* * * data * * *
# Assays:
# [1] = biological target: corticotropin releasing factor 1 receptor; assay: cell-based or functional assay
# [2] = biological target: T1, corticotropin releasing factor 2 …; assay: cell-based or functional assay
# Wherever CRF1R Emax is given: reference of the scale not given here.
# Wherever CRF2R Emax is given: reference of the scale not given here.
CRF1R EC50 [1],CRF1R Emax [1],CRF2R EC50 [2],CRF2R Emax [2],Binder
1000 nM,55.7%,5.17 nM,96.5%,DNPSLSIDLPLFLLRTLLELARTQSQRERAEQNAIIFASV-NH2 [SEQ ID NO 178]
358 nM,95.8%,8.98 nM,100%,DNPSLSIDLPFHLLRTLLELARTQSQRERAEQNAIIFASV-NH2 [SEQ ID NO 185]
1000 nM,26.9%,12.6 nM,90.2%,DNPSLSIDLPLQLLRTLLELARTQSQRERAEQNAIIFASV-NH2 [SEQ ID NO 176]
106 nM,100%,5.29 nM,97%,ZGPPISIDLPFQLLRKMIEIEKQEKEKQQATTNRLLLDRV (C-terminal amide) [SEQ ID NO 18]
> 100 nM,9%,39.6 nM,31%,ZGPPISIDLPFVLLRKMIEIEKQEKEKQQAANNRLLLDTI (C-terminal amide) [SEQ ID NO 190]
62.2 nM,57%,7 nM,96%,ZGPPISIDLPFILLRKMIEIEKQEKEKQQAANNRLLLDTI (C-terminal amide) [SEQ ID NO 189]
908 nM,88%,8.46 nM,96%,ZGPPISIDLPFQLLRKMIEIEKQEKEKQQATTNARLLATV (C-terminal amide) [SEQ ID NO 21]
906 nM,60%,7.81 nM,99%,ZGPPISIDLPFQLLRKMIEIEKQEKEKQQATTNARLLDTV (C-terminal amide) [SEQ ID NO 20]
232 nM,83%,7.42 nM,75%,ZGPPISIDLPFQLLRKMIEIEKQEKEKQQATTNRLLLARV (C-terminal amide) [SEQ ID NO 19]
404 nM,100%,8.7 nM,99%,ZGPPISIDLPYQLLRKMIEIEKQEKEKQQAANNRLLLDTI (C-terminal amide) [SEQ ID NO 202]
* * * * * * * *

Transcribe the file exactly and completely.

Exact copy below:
# Assays:
# [1] = biological target: corticotropin releasing factor 1 receptor; assay: cell-based or functional assay
# [2] = biological target: T1, corticotropin releasing factor 2 …; assay: cell-based or functional assay
# Wherever CRF1R Emax is given: reference of the scale not given here.
# Wherever CRF2R Emax is given: reference of the scale not given here.
CRF1R EC50 [1],CRF1R Emax [1],CRF2R EC50 [2],CRF2R Emax [2],Binder
1000 nM,55.7%,5.17 nM,96.5%,DNPSLSIDLPLFLLRTLLELARTQSQRERAEQNAIIFASV-NH2 [SEQ ID NO 178]
358 nM,95.8%,8.98 nM,100%,DNPSLSIDLPFHLLRTLLELARTQSQRERAEQNAIIFASV-NH2 [SEQ ID NO 185]
1000 nM,26.9%,12.6 nM,90.2%,DNPSLSIDLPLQLLRTLLELARTQSQRERAEQNAIIFASV-NH2 [SEQ ID NO 176]
106 nM,100%,5.29 nM,97%,ZGPPISIDLPFQLLRKMIEIEKQEKEKQQATTNRLLLDRV (C-terminal amide) [SEQ ID NO 18]
> 100 nM,9%,39.6 nM,31%,ZGPPISIDLPFVLLRKMIEIEKQEKEKQQAANNRLLLDTI (C-terminal amide) [SEQ ID NO 190]
62.2 nM,57%,7 nM,96%,ZGPPISIDLPFILLRKMIEIEKQEKEKQQAANNRLLLDTI (C-terminal amide) [SEQ ID NO 189]
908 nM,88%,8.46 nM,96%,ZGPPISIDLPFQLLRKMIEIEKQEKEKQQATTNARLLATV (C-terminal amide) [SEQ ID NO 21]
906 nM,60%,7.81 nM,99%,ZGPPISIDLPFQLLRKMIEIEKQEKEKQQATTNARLLDTV (C-terminal amide) [SEQ ID NO 20]
232 nM,83%,7.42 nM,75%,ZGPPISIDLPFQLLRKMIEIEKQEKEKQQATTNRLLLARV (C-terminal amide) [SEQ ID NO 19]
404 nM,100%,8.7 nM,99%,ZGPPISIDLPYQLLRKMIEIEKQEKEKQQAANNRLLLDTI (C-terminal amide) [SEQ ID NO 202]